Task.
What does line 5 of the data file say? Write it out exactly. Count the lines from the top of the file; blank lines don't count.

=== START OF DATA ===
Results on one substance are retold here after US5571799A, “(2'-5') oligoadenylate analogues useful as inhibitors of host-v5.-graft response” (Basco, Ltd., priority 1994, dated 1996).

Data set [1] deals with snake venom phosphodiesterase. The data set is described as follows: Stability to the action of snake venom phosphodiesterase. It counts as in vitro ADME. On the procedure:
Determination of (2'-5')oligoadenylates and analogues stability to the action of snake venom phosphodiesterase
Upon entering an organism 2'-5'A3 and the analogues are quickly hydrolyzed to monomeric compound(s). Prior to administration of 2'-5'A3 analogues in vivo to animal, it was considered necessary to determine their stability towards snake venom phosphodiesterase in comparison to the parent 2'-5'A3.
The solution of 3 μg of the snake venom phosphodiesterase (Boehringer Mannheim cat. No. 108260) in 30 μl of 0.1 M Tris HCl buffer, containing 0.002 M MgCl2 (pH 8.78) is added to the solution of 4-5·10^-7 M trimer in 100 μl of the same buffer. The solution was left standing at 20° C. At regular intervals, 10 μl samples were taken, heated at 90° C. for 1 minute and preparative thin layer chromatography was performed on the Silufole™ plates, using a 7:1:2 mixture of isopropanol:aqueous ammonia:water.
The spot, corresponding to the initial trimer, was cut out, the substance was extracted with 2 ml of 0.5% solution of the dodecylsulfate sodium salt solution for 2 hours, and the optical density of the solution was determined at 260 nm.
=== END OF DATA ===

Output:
The solution of 3 μg of the snake venom phosphodiesterase (Boehringer Mannheim cat. No. 108260) in 30 μl of 0.1 M Tris HCl buffer, containing 0.002 M MgCl2 (pH 8.78) is added to the solution of 4-5·10^-7 M trimer in 100 μl of the same buffer. The solution was left standing at 20° C. At regular intervals, 10 μl samples were taken, heated at 90° C. for 1 minute and preparative thin layer chromatography was performed on the Silufole™ plates, using a 7:1:2 mixture of isopropanol:aqueous ammonia:water.